More than half of House Democrats are seizing on news that Standard and Poor's could downgrade the United States' bond rating to make the argument that Republicans need to raise the debt limit without tying it to additional spending restraint.
"America pays its bills," said Rep. Peter Welch, D-Vt., who got 114 Democratic House members to sign a letter demanding a "clean extension" of the debt ceiling. "I hope Majority Leader Cantor and those in Congress seizing upon debt ceiling pressure as a 'leverage opportunity' are listening to the markets today and thinking twice about their risky strategy."
Yet if anything, the S&P analysis (registration required) should lead one to the exact opposite conclusion as the Democrats reached. Not only did the warning not mention the debt limit issue, the ratings agency said was that it had growing concerns about whether political leaders would be able to come together in the near future to put the nation on a fiscal path that was comparable to other AAA rated countries.
"More than two years after the beginning of the recent crisis, U.S. policymakers have still not agreed on how to reverse recent fiscal deterioration or address longer-term fiscal pressures," S&P analyst Nikola Swann said. He continued: "Our negative outlook on our rating on the U.S. sovereign signals that we believe there is at least a one-in-three likelihood that we could lower our long-term rating on the U.S. within two years...The outlook reflects our view of the increased risk that the political negotiations over when and how to address both the medium- and long-term fiscal challenges will persist until at least after national elections in 2012."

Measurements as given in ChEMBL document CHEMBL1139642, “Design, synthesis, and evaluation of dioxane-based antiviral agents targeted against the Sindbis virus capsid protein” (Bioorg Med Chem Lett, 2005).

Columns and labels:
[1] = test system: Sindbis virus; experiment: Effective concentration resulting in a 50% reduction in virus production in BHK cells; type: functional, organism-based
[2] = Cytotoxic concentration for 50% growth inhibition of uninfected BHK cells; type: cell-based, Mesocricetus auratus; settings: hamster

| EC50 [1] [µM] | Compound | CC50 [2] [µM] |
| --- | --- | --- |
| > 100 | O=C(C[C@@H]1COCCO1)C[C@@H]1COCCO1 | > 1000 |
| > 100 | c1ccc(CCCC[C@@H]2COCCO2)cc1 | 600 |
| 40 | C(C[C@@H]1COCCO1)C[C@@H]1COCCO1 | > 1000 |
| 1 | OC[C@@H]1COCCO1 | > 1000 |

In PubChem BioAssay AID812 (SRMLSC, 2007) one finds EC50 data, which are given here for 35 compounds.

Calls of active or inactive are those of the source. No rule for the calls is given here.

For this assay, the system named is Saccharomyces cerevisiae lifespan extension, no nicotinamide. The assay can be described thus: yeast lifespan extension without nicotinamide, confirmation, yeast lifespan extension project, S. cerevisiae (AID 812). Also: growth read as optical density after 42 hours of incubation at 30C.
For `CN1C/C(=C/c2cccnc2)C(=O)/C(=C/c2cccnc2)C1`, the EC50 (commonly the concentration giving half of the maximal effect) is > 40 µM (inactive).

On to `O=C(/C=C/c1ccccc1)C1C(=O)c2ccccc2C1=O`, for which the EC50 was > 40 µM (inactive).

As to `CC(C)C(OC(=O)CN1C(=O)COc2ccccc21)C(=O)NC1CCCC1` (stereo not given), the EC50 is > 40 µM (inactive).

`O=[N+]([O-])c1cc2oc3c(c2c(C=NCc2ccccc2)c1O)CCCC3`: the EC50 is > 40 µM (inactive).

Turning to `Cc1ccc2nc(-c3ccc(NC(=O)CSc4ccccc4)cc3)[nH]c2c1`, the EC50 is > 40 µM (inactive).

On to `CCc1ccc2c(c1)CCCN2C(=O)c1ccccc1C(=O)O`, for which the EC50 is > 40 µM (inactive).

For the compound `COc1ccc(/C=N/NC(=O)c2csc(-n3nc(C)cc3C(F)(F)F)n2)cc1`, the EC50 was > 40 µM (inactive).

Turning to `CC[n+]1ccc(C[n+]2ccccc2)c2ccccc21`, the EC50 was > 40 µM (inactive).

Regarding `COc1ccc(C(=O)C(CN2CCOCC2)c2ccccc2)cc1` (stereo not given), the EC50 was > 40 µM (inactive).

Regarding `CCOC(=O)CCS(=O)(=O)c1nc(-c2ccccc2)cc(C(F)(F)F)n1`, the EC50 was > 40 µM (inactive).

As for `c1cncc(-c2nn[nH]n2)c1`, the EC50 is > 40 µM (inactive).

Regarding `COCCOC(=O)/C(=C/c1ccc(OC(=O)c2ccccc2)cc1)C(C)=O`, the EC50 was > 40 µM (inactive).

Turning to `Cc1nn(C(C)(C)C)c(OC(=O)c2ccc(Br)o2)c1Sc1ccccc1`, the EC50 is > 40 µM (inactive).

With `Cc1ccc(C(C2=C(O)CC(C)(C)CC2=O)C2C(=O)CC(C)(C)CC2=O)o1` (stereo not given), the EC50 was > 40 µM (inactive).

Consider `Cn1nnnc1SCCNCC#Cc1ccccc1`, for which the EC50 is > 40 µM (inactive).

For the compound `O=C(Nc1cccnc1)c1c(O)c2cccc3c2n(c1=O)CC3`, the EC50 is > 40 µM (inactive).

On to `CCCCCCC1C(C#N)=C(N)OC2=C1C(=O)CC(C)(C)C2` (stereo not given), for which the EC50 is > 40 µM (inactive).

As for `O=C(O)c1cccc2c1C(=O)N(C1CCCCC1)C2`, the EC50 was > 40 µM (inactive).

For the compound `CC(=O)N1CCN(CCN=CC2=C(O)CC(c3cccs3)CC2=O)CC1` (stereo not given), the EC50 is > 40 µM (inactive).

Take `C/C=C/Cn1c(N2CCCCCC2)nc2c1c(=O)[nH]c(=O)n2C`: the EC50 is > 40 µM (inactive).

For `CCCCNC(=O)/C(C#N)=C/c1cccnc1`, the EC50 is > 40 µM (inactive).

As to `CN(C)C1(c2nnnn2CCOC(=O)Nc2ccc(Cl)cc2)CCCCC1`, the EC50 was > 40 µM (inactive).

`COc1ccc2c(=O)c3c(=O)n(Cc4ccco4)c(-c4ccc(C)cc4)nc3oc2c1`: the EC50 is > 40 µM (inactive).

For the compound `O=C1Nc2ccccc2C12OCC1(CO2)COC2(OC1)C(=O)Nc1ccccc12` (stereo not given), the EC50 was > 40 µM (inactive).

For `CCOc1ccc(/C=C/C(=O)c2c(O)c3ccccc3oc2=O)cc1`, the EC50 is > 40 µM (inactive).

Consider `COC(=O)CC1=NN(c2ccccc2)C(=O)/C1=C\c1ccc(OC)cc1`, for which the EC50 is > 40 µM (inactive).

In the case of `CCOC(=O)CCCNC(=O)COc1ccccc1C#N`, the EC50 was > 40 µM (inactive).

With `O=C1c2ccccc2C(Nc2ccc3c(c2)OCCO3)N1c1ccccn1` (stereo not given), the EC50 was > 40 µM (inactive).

So if the debt limit fight were to lead to some kind of spending restraint sooner, far from scaring markets, it would actually reassure them.